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Aspects of the Bible’s women

by
21 February 2014

Nicholas Cranfield  visits Chris Gollon's Guildford show

Part of a diptych: Pietà , 2013, by Chris Gollon, in his exhibition at Guildford Cathedral

Part of a diptych: Pietà , 2013, by Chris Gollon, in his exhibition at Guildford Cathedral

CHRIS GOLLON, a resident of Surrey, was born in Coronation year; so it is perhaps doubly appropriate that this exhibition of his recent paintings should be displayed in the nave of one of the two Church of England cathedrals consecrated in the Queen's reign.

Not everyone likes the starkness of Sir Edward Maufe's great edifice, built on Stag Hill, north-west of the town (1936-61). Writing with Nikolaus Pevsner in the Buildings of England series of books, another Surrey man, Ian Nairn, commented that the building has "a queer power of compelling, not reverence, but contemplation".

That observation - which may explain the candid photograph of the Queen looking half amazed and half baffled at the opening ceremony in June 1961, as she and the Duke gawp up at the ceiling like all the other visitors on that great day -came to mind as I faced up to the works by Gollon which his agent, David Tregunna, has displayed along the walls of the nave; for Gollon is not a religious painter as such, although many will know his Stations of the Cross (2008) in St John's, Bethnal Green, and my own first introduction to him was at a Millennium art exhibition in St Paul's Cathedral.

The medium of all these works, including a five-foot-long mural depiction of "Noah's wife", which is a joint venture with the pupils of Queen Eleanor's C of E Junior School in Guildford, and omitted from the catalogue, is acrylic - on canvas or, as if to emphasise the fragility of each subject, on paper.

This is not a medium that I have ever much enjoyed, but Gollon makes powerful use of it, developing a range of textures from dense colours (Magdalene at the Base of the Cross) to the granular-like effect of an ink wash.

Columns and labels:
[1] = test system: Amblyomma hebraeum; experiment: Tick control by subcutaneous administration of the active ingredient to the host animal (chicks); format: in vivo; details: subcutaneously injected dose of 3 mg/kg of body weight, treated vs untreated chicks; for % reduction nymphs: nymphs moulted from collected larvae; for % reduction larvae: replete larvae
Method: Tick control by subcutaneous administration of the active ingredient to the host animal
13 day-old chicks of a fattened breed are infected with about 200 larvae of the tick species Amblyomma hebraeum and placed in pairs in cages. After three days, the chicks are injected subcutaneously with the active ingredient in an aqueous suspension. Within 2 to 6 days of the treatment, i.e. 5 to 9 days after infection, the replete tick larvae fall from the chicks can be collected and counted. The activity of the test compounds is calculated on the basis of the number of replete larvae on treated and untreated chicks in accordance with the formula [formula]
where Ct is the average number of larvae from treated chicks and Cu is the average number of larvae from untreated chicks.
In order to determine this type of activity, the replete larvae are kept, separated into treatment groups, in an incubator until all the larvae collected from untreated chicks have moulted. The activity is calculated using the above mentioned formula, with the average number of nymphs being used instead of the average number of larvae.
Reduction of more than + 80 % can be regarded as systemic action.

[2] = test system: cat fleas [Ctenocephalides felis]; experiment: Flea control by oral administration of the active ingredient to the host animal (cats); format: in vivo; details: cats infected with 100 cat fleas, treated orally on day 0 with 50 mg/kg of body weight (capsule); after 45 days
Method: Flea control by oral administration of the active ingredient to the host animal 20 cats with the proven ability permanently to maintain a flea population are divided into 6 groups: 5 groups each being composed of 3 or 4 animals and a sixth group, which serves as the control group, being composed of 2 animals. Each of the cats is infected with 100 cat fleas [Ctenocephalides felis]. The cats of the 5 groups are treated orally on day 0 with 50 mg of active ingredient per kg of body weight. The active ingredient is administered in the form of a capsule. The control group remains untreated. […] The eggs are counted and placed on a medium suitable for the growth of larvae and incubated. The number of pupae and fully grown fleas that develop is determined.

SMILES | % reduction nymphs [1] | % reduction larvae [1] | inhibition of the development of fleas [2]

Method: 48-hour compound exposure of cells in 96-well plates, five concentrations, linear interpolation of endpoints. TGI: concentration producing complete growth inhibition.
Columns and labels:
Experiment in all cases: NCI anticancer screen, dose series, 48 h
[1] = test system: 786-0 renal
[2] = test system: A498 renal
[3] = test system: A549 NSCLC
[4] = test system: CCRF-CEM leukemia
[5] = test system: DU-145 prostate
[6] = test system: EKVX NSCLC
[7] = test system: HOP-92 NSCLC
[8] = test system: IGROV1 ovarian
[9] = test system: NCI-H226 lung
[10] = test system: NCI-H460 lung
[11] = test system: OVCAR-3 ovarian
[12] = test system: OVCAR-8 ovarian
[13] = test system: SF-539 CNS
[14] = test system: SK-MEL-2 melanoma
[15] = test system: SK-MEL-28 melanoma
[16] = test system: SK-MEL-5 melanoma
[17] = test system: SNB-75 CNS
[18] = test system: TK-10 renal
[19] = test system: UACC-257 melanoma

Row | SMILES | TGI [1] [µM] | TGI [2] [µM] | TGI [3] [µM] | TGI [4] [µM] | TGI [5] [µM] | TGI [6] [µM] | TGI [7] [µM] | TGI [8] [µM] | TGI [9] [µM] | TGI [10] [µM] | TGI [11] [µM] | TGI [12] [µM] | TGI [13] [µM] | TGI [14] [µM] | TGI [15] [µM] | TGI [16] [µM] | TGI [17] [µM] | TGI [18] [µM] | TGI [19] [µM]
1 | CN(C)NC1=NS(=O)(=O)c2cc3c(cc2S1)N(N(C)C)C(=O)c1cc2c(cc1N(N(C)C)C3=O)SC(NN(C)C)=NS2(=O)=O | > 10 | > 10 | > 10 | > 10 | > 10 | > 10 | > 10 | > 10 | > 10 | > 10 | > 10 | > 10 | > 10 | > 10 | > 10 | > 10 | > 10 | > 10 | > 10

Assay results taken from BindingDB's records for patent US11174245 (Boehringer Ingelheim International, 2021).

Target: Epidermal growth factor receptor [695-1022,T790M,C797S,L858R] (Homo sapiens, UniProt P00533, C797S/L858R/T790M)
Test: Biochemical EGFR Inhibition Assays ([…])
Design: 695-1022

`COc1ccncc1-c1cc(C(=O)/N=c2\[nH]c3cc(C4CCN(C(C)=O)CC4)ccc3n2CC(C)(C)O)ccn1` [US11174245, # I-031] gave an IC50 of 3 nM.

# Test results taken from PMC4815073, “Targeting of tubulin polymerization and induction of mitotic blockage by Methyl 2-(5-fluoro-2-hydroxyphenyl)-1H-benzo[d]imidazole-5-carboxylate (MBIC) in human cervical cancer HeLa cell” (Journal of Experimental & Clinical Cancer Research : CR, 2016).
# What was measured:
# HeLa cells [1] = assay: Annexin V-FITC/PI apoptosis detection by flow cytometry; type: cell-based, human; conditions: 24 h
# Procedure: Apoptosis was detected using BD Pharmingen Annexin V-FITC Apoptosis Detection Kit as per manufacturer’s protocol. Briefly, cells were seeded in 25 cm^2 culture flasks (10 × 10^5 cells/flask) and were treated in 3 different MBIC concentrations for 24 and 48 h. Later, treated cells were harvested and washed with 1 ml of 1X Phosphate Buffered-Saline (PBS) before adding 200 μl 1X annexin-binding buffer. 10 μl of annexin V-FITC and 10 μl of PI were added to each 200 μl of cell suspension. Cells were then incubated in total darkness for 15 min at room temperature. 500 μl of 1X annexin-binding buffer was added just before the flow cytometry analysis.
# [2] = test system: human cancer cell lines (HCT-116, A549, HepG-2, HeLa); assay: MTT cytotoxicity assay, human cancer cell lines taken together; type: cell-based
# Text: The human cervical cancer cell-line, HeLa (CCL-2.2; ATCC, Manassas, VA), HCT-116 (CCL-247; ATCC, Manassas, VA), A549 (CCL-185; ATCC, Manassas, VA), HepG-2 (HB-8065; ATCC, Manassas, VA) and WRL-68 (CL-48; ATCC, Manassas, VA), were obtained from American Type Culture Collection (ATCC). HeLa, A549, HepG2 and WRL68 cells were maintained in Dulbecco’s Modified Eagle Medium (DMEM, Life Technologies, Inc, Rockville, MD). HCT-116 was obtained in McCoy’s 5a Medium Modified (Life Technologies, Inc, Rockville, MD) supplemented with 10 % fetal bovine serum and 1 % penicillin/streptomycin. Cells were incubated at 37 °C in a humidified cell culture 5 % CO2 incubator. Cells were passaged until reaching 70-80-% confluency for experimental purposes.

In 2011, Gollon painted a figure that at first sight is a nightclub hostess, tear-stained and regretful. Picasso's Harlequin and his café figures of 1901 (Arts, 10 May 2013) offer an obvious reference. But, in place of a wineglass, her hand reaches to an apple. The figure becomes The Contemplation of Eve (2011, private collection).

Here it is Eve's rapacious left hand that first takes our attention, and again and again it is the hands, and also the eyes, of which Gollon makes us aware. This is very much consonant with the Orthodox tradition, and gives his images a timeless sense of depth.

The exhibition flows from this single composition, which had sparked the interest of members of the cathedral Chapter and led to the suggestion for a series that looks at the unspoken side of the biblical witness of women.

It is perhaps only happenstance that The Expulsion from Paradise, the weakest composition, is hung beneath the 1982 windows that honour the Surrey Special Constabulary, while the diptych of the Madonna and Child and Pietà look so much more at home in the north transept.

These five foot square canvases, yellow and mauve, embrace their figures. In one, the Second Eve dangles an apple, to which her son reaches out, while in recognition of her son's death her hands close in voluptuous prayerfulness.

"Curse God and die." Job's wife speaks little in the Bible, but there is no gainsaying the forcefulness of her one interpolation. In Gollon's account of it, she is shielding one of her sons from hearing her imprecation, her hand half in blessing and half in fear laid on his head.

Hannah's was a silent prayer (1 Samuel 2), and she therefore comes to represent the first example of silent contemplative prayer. Her hands are monumentally raised in front of her gaze while Dame Julian's arms are crossed as she is captured deep in thought, her pince- nez laid to one side next to her ink horn and pen.

Two rather different biblical stories show the consequence of lust and loss. For the naked Samson, who has a heart-shaped tattoo inscribed with Delilah's name on his forearm, sleep will be long. Deep in a dream, he reaches out to his Philistine lover, who has just stirred. With her back turned to him and wrapped only in a bath towel, Delilah looks at the scissors as if she is about to shoot up with a needle.

With Salome, Gollon appears to tell a different story. On the stark wall behind a blindfolded John, graffito reads "Forgive me". Salome hastens away from him. Was theirs a guilty secret? Is Salome the woman scorned? Or is John making a final appeal to the unnamed daughter of Herodias who has occasioned his death sentence? Either way, the sexual charge in the painting is unmistakable, and no doubt upsetting in the suburbs of Surrey, for all that adultery and infidelity have come to characterise so much of our society.

The exhibition and a range of talks and activities runs to Lent, and then the cathedral will focus on the Stations of the Cross painted by the Romanian Jewish artist Arnold Daghani (1909-85), from the collection of the University of Surrey.

"Chris Gollon: Incarnation, Mary and Women from the Bible" is at Guildford Cathedral until 3 March.

www.guildfordcathedral.org

www.chrisgollon.com

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